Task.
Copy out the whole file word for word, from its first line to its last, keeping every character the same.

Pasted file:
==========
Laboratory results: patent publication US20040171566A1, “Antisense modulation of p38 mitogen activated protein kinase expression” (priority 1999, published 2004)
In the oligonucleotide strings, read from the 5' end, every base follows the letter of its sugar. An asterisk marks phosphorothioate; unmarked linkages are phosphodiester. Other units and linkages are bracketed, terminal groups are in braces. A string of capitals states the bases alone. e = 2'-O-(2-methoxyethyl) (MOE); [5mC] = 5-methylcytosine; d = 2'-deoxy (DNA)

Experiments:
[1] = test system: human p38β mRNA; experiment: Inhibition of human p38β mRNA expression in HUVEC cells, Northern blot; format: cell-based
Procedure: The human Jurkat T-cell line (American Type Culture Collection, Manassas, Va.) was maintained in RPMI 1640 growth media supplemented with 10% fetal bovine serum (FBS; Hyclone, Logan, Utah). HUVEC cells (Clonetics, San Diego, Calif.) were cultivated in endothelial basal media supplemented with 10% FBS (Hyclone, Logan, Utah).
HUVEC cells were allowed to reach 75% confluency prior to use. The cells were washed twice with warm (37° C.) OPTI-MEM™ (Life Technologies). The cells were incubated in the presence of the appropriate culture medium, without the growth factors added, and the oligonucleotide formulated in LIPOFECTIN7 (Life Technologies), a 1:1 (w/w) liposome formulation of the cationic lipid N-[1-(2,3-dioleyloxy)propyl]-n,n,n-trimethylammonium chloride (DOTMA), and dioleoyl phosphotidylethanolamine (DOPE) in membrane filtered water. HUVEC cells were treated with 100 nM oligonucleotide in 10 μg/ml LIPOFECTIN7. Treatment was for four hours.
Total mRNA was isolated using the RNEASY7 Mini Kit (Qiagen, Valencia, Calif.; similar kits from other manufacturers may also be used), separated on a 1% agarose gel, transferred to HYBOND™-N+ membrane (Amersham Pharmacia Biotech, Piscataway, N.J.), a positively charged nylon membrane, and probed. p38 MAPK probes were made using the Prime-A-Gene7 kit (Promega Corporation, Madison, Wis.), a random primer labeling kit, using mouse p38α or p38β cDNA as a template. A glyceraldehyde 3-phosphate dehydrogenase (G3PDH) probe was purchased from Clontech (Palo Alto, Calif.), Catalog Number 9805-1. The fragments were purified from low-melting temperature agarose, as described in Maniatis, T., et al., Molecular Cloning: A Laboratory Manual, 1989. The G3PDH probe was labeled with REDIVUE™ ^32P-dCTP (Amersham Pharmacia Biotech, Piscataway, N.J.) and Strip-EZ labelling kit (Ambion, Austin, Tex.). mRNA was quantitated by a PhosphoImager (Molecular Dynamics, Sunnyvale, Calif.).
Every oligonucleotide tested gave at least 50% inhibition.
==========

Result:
Laboratory results: patent publication US20040171566A1, “Antisense modulation of p38 mitogen activated protein kinase expression” (priority 1999, published 2004)
In the oligonucleotide strings, read from the 5' end, every base follows the letter of its sugar. An asterisk marks phosphorothioate; unmarked linkages are phosphodiester. Other units and linkages are bracketed, terminal groups are in braces. A string of capitals states the bases alone. e = 2'-O-(2-methoxyethyl) (MOE); [5mC] = 5-methylcytosine; d = 2'-deoxy (DNA)

Experiments:
[1] = test system: human p38β mRNA; experiment: Inhibition of human p38β mRNA expression in HUVEC cells, Northern blot; format: cell-based
Procedure: The human Jurkat T-cell line (American Type Culture Collection, Manassas, Va.) was maintained in RPMI 1640 growth media supplemented with 10% fetal bovine serum (FBS; Hyclone, Logan, Utah). HUVEC cells (Clonetics, San Diego, Calif.) were cultivated in endothelial basal media supplemented with 10% FBS (Hyclone, Logan, Utah).
HUVEC cells were allowed to reach 75% confluency prior to use. The cells were washed twice with warm (37° C.) OPTI-MEM™ (Life Technologies). The cells were incubated in the presence of the appropriate culture medium, without the growth factors added, and the oligonucleotide formulated in LIPOFECTIN7 (Life Technologies), a 1:1 (w/w) liposome formulation of the cationic lipid N-[1-(2,3-dioleyloxy)propyl]-n,n,n-trimethylammonium chloride (DOTMA), and dioleoyl phosphotidylethanolamine (DOPE) in membrane filtered water. HUVEC cells were treated with 100 nM oligonucleotide in 10 μg/ml LIPOFECTIN7. Treatment was for four hours.
Total mRNA was isolated using the RNEASY7 Mini Kit (Qiagen, Valencia, Calif.; similar kits from other manufacturers may also be used), separated on a 1% agarose gel, transferred to HYBOND™-N+ membrane (Amersham Pharmacia Biotech, Piscataway, N.J.), a positively charged nylon membrane, and probed. p38 MAPK probes were made using the Prime-A-Gene7 kit (Promega Corporation, Madison, Wis.), a random primer labeling kit, using mouse p38α or p38β cDNA as a template. A glyceraldehyde 3-phosphate dehydrogenase (G3PDH) probe was purchased from Clontech (Palo Alto, Calif.), Catalog Number 9805-1. The fragments were purified from low-melting temperature agarose, as described in Maniatis, T., et al., Molecular Cloning: A Laboratory Manual, 1989. The G3PDH probe was labeled with REDIVUE™ ^32P-dCTP (Amersham Pharmacia Biotech, Piscataway, N.J.) and Strip-EZ labelling kit (Ambion, Austin, Tex.). mRNA was quantitated by a PhosphoImager (Molecular Dynamics, Sunnyvale, Calif.).
Every oligonucleotide tested gave at least 50% inhibition.